Comparison of Clinical Outcomes After Transcatheter vs. Minimally Invasive Cardiac Surgery Closure for Atrial Septal Defect
Masaki Kodaira, Akio Kawamura, Kazuma Okamoto, Hideaki Kanazawa, Yugo Minakata, Mitsushige Murata, Hideyuki Shimizu, Keiichi Fukuda
nickel allergy. 6,7 Technological advances have made contemporary surgery less invasive than classical surgery using full sternotomy. Cardiac surgery performed without full sternotomy is called minimally invasive cardiac surgery (MICS). 8 Advantages of MICS are swift recovery and reduction of pain and sternal wound infection. Furthermore, it is cosmetically appealing, considering the higher prevalence of women and the relatively young population of patients with ASD compared with the typical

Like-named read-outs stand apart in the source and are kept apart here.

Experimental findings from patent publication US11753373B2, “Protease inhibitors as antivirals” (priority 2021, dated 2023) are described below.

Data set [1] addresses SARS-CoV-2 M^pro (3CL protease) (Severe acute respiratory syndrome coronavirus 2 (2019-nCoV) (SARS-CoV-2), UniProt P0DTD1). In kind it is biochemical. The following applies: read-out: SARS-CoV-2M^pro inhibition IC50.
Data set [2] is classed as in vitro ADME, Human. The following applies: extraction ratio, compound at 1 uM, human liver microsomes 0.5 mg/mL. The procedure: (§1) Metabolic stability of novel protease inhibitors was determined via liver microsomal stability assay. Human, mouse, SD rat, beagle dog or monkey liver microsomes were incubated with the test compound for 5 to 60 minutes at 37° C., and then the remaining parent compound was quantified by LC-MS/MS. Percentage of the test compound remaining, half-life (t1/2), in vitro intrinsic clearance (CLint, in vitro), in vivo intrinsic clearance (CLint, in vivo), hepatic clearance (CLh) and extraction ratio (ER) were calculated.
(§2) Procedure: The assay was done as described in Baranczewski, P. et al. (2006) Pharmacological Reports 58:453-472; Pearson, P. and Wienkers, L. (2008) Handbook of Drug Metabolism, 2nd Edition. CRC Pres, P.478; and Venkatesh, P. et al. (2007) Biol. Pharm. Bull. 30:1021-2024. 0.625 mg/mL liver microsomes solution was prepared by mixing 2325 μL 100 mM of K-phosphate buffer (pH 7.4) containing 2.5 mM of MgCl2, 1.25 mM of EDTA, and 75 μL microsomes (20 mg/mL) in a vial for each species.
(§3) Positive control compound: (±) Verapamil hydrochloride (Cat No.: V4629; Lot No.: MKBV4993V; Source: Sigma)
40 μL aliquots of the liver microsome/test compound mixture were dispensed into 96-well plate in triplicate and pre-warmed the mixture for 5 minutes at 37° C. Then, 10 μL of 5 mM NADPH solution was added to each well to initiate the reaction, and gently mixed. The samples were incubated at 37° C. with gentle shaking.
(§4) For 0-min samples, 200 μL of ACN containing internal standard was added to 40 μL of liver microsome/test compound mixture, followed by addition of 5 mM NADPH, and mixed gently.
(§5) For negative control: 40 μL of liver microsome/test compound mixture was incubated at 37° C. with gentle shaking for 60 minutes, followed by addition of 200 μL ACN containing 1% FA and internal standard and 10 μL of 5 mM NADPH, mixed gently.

... gical population. 9 MICS for ASD has been shown to be a safe procedure with satisfactory long-term outcomes. 10,11 More recently, MICS has used endoscopy through a small skin incision in the right chest wall, and is called a right mini-thoracotomy MICS. 12 The aim of this study was to compare percutaneous closure with right mini-thoracotomy MICS for secundum ASD because to date, no direct comparison has been made in terms of efficacy and safety. We also report data on the Background: Percutaneous closure has replaced surgery for the majority of cases of secundum atrial septal defect (ASD). However, technological advances have made contemporary minimally invasive cardiac surgery (MICS) less invasive than conventional surgery. The aim of this study was to compare clinical outcomes of percutaneous closure of secundum ASD with those of contemporary MICS. Methods and Results: We conducted a single-center retrospective study of 354 patients with ASD treated either with the Amplatzer Septal Occluder (134 patients) or MICS (220 patients) between 2000 and 2013. Success rates and the incidence of complications were compared. The success rates were 98% for percutaneous closure and 100% for MICS. There were no deaths in either group. Major complications occurred in 2 patients (1.5%) who underwent percutaneous closure and in 8 patients ( 3.6%) treated with MICS (P=0.16). Minor complications occurred in 15 patients (11.2%) who underwent percutaneous closure and in 46 patients (20.9%) treated with MICS (P=0.02). On multivariate analysis, MICS (odds ratio [OR]: 2.91, 95% confidence interval [CI]: 1.46-5.81; P=0.002) and age >70 years (OR: 3.50, 95% CI: 1.40-8.75; P=0.008) were independent predictors of complications. Conclusions: Percutaneous closure and MICS had high success rates without deaths. For ASD patients with a suitable anatomy, percutaneous closure can be considered as the first therapeutic option.